Penn Medicine will conduct the Northeast’s first clinical trial of uterine transplants, to provide women with Uterine Factor Infertility (UFI) - an irreversible form of female infertility that affects as many as 5 percent of women worldwide and 50,000 women in the United States - with a new path to parenthood. A woman with UFI cannot carry a pregnancy either because she was born without a uterus, has had the organ surgically removed, or has a uterus that does not function properly. The Uterine Transplantation for Uterine Factor Infertility (UNTIL) trial is the third of its kind in the United States.
To date, more than 30 uterine transplants have been completed across the world including in Brazil, China, the Czech Republic, Germany, Sweden, India, Saudi Arabia, Turkey, and at two clinics in the United States. Though the procedure is still experimental, a team in Sweden who completed the world’s first uterine transplant has successfully delivered eight babies from women who received a uterus from a friend or family member.
“While there are still many unknowns about uterine transplantation, we know this approach has the potential to give women with UFI a real opportunity to carry and deliver a child,” said Kate O’Neill, MD, MTR, an assistant professor of Obstetrics and Gynecology in the Perelman School of Medicine at the University of Pennsylvania, and co-principal investigator on the UNTIL trial. “The strength of Penn’s research program and exceptional quality of care, particularly in transplant and women’s health, makes us uniquely positioned to be a leading clinical research program for uterine transplants in the United States, and to continue to advance this emerging field.”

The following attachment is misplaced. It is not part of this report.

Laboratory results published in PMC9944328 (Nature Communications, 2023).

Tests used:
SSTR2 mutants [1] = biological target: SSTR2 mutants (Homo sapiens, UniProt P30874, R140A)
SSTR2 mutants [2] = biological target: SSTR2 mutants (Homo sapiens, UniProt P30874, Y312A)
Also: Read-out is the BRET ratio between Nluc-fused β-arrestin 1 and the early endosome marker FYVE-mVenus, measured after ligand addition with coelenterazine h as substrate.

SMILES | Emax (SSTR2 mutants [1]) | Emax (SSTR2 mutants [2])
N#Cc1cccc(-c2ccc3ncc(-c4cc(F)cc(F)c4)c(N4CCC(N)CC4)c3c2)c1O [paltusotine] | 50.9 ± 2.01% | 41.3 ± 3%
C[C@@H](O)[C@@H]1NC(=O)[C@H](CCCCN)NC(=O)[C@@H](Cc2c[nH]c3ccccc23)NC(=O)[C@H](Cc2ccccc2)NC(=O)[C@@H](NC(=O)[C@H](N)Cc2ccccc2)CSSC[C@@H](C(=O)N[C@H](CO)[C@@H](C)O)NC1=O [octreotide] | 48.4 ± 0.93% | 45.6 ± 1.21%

Uterine transplantation is a complex procedure that involves both surgical and medical components. Following an extensive evaluation, participants in the UNTIL trial will be followed for several years by a multidisciplinary team of specialists with expertise in transplant, obstetrics & gynecology, clinical trials, bioethics, nursing, social work, psychology, pathology, and infectious diseases. More than 35 providers will be involved in each participant’s care over the course of a five- to 10-year period.